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What Most Recruiters Want to See on Your CV?

Looking for a job? So it is likely you have been asking yourself "what do recruiters want to see on my CV?"

Well, to be fair, it is not rocket science but, surprisingly, most candidates still miss out on crucial or basic points. Reasons range from too much, too little or unnecessary information.

You also have to bear in mind that recruiters flick through hundreds of CVs everyday, so if you take the wrong direction likelihood is you will end up on the rejection pile.

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Needless to say it is of paramount importance that you pay attention to the details of your CV.

Let's start with the…

CV file name


Great job if you are tailoring your CV to each job you apply for, but the recruiter does not need to know you are applying for hundreds of vacancies.

Calling your CV 'Sales CV' or 'version 2' does not sound very attractive. If you name your CV that way it will be a strong hint to the recruiter that you do have 100 different versions of it - even if you don't.

You may have different templates on your desktop, but when sending it out, make sure the file reads simply 'Joe Blogs CV' or 'Joe Blogs' for example.

Summary


I understand most people like to write a little about themselves and catch the eye of the person reading it. However, the problem starts when you are saying the same thing a 100 other candidates are also saying.

Stating that you are 'reliable', 'hard working', 'a team player' or 'have great communication skills' - and the list goes on - are actually not a confirmation of those skills in the recruiter's eye.

You will need to provide evidence of your affirmations through your experience and achievements and that is what is going to define who you truly are.

Bottom line is, if you want to add a summary on your CV, make it engaging and relevant.

See also
: How Not to Be a Boring Job Applicant – On Your CV

Contact details


This might sound obvious but some candidates still come short of expectations - or arguably exceed - here.

Make sure you add your telephone and email address. This will make the recruiter's life a lot easier and increase the chances of you getting a call or email straight away.

Exclude things like birth date, marital status or how many kids you have. These are unnecessary and are taking up space on your CV.

Photo


Should you have a photo?

Some recruiters don't actually like pictures on CVs but, again, it is your call.

If you do decide to go ahead with it, make sure you look professional. Adding a holiday picture or a 'selfie' of your 'sexy-self' isn't going to help you secure that job interview.

Think about it's quality and definition too - a pixelated picture isn't ideal for a neat CV.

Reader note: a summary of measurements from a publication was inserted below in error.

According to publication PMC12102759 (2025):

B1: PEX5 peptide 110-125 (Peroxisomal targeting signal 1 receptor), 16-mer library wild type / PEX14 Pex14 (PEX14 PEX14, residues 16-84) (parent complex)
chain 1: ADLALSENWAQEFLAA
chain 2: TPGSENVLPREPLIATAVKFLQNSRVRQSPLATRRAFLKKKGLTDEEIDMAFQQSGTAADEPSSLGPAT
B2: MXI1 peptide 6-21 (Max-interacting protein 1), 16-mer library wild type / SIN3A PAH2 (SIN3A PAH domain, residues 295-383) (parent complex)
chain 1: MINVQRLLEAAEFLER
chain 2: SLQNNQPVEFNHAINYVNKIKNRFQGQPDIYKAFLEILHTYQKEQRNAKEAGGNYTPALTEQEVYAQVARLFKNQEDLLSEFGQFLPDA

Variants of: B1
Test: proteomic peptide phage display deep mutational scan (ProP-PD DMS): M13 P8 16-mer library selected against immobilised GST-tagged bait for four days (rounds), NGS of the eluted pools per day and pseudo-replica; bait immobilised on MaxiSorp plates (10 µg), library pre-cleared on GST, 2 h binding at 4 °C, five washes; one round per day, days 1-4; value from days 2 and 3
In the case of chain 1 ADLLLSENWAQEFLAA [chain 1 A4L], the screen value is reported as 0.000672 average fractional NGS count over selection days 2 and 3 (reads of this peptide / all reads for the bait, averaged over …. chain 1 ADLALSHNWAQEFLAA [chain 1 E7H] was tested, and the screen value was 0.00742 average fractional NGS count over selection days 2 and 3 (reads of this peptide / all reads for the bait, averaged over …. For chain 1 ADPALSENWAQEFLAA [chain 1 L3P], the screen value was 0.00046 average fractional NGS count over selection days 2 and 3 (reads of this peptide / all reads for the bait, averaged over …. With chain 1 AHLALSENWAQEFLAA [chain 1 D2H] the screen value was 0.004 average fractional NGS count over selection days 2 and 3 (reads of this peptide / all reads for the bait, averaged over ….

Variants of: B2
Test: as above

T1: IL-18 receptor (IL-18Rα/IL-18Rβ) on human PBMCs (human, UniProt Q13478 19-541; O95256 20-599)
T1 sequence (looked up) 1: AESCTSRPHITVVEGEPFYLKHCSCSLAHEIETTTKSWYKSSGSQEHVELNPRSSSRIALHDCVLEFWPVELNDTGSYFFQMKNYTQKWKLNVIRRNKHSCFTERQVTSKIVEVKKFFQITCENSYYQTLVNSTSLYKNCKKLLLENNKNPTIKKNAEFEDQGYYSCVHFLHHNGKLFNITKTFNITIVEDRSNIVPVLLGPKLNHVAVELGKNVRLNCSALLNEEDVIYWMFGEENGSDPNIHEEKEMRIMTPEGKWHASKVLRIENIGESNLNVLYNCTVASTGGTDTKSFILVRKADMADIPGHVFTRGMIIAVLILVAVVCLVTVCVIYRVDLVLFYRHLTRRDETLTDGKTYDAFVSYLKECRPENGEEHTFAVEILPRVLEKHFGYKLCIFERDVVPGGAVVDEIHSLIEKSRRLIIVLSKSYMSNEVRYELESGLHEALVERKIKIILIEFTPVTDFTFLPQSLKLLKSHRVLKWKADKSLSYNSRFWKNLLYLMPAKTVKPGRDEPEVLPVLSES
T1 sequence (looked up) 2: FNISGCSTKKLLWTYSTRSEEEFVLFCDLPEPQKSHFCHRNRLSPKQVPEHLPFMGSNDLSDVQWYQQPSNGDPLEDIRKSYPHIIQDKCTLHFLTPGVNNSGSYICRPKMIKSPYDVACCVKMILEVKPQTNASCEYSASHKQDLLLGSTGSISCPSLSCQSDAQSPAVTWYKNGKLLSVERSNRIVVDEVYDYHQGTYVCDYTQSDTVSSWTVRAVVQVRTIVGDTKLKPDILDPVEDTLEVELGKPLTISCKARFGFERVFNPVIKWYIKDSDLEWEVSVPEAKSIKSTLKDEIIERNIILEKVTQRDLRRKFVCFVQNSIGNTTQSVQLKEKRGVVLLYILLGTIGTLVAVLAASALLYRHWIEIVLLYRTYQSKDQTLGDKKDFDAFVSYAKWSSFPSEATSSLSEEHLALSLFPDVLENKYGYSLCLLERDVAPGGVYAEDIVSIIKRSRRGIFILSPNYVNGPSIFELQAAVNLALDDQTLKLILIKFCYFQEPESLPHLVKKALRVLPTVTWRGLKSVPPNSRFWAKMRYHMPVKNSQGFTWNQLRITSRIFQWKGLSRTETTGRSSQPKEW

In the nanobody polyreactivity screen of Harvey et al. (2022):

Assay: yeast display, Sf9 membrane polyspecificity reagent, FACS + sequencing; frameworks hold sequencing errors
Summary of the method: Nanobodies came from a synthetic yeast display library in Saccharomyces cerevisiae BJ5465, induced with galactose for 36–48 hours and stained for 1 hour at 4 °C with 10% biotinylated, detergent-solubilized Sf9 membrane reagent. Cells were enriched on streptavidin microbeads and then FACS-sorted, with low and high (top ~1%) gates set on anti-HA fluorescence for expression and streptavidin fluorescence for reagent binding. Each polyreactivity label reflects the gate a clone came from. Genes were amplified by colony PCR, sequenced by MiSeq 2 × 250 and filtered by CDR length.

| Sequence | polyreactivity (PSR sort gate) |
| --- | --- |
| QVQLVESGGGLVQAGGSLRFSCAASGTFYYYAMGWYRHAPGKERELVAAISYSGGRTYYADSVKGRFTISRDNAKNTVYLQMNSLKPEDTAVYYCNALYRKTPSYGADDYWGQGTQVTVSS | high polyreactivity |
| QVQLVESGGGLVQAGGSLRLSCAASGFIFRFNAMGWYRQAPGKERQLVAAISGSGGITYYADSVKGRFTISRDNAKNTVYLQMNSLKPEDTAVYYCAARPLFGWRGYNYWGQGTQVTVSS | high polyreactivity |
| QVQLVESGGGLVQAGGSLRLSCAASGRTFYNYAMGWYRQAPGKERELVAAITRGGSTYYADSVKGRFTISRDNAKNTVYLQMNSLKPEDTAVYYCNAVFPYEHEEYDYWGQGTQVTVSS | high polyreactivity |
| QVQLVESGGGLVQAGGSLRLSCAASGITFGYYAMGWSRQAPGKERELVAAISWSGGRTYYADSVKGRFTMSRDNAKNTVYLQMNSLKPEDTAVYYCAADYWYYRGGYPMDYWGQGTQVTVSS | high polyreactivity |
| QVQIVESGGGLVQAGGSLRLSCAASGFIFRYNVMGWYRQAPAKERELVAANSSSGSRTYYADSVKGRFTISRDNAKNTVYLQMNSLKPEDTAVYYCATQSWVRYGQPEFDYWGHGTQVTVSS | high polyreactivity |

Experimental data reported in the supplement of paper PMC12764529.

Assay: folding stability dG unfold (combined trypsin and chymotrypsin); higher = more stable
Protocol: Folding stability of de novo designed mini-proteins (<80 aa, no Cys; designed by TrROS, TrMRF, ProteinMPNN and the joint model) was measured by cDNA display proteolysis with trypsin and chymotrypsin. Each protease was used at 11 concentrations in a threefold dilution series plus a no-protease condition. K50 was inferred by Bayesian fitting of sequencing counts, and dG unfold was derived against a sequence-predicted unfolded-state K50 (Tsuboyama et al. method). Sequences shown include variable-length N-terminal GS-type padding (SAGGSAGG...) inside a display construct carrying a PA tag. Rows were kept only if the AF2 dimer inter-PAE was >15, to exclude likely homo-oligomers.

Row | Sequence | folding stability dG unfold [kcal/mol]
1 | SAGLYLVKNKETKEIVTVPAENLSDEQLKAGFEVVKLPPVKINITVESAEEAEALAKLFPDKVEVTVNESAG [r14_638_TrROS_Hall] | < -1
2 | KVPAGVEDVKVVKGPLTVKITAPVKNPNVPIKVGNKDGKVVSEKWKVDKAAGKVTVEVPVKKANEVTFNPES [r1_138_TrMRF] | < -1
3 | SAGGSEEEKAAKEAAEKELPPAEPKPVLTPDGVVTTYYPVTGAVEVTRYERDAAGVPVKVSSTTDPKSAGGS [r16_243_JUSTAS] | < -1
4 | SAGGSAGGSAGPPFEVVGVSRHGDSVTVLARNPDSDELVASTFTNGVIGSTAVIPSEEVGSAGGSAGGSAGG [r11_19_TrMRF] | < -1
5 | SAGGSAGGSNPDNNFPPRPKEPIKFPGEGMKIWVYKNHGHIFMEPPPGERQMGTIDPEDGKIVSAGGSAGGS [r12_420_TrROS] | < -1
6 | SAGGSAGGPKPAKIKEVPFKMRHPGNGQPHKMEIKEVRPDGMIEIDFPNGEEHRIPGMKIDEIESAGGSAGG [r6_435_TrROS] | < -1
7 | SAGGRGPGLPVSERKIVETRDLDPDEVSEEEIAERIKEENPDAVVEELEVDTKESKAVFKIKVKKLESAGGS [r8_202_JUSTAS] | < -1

What goes first?


Start with the experience.

Even if you are a recent graduate, think of projects you were involved with at school or college, voluntary work and other life experiences that will highlight your skills and experience.

That will help the recruiter see if you have what it takes for the job.

Length


Now - put yourself in the recruiter's shoes. They see hundreds of CVs everyday and it is widely said they only spend 20 seconds max to read one.

So make their life easier and write a concise CV in no more than 2 pages (front and back).

Fair enough you might have a lot of experience and if it is the case, start by writing the relevant information for the role you are applying for. So if you had jobs that don't really relate to what you are doing now or more junior roles, make a short summary for those just so that there isn't a gap on your work history.

Above all, try to make it easy to read.

See also: How to Write Your CV If You Lack Relevant Work Experience

Hobbies


Hobbies…not a real necessity to add them on your CV but I will leave you with two thoughts to ponder upon:

1. Is it taking too much room on your CV?

2. Is it relevant for the job you are applying for or is it going to help you secure an interview with that particular company?

If you answered no to the first and yes to the second, perhaps it is a good idea to have it there. I will leave it for you to decide.

Follow instructions and upload the correct files

When applying for a job, make sure you read all instructions and upload the correct file.

If you fail to do so, the recruiter will notice right away and furthermore will very likely jeopardise your chances of getting short-listed for an interview.

On another hand, it might seem obvious, but submit the correct file. If you fail this part of the process you will not only feel utterly embarrassed but will not go very far.

Failing one of the above will bring the recruiter to assume you lacked care and attention which are in the vast majority of cases a minimum requirement.

To summarise, recruiters want to have a glimpse of who you are and your experience. Write it in your own words.

Ask yourself the question: 'Would I hire myself?'

Good luck with the job hunt!

By Siomara Jubert

photo by: blknauss

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